Division 7A Mess Up Series - Part Four: Underpayment or Nonpayment of Subtrust & Division 7A Interest - Wrong Dates, Interest Rates & Fake Payouts

| Accounting

One of the big ones when it comes to Division 7A Mess Ups is underpayment or nonpayment of interest.

 

Failure to satisfy the conditions of a complying Division 7A loan or a subtrust investment arrangement is considered a breach. Underpayment or nonpayment of interest is such a breach.

 

Underpayment can occur by using the wrong dates and/or interest rates. Division 7A is quite intricate and oftentimes the applicable date isn’t so easy to work out. It could be 30 June, the date of lodgement of the trust’s tax return, the date of lodgement of the company’s tax return, the tax return due date of the trust or company, or the date of payment/loan. It is imperative to get this date correct.

 

Furthermore, the correct interest rate must be used. The interest rate can change year to year and a different interest rate can apply depending on whether we are working with a loan, 7 year or 10 year subtrust.

 

Another consideration when it comes to calculating the interest due is whether or not it’s a standard 365-day year or a 366-day leap-year.

 

When underpayment or nonpayment happens, what you’re looking at is a potential deemed dividend – quite possibly a lot of tax! You deserve to avoid unnecessary taxes and that’s why it’s so important to manage Division 7A very carefully.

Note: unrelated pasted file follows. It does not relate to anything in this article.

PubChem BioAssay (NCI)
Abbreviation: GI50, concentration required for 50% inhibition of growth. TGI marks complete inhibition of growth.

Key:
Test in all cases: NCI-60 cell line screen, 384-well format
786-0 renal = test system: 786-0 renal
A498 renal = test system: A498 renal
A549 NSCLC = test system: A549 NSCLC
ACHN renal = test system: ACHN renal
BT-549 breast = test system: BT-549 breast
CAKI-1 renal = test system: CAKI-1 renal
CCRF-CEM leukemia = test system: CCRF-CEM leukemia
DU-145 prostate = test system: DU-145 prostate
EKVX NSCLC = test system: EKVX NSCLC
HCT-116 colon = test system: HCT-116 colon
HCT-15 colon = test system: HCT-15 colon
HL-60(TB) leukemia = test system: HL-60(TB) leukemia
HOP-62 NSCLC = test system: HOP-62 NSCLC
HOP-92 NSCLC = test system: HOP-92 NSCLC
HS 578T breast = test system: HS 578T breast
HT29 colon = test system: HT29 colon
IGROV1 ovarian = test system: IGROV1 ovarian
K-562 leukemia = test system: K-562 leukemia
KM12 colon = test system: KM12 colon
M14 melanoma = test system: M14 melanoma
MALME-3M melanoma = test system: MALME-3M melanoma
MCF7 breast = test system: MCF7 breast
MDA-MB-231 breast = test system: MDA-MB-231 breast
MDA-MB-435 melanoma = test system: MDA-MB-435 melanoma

Another potential trap is the fake payout. The ATO have the power to check loan repayments and if they see that a separate loan came about, whether before or after the loan repayment, which likely helped the entity make the loan repayment, then that loan repayment could be effectively disregarded – considered a fake payout which means you might have underpaid and breached Division 7A.

 

The complexity of Division 7A unfortunately seems to overwhelm many accountants and is a reason people come to us as WA’s GO-TO in fixing disastrous Division 7A errors. Important to note is that the earlier an error is caught the greater the chance we can fix it.

 

We hope this series on Division 7A Mess Ups proves useful to WA’s amazing business community.

 

If you’ve encountered any of these issues or are concerned about how your accountant has handled your Division 7A compliance, then give either Mike Beer or Ben Paul a call to obtain the specialist Division 7A help you need.

 

Part One, Part Two and Part Three are available by clicking those links.

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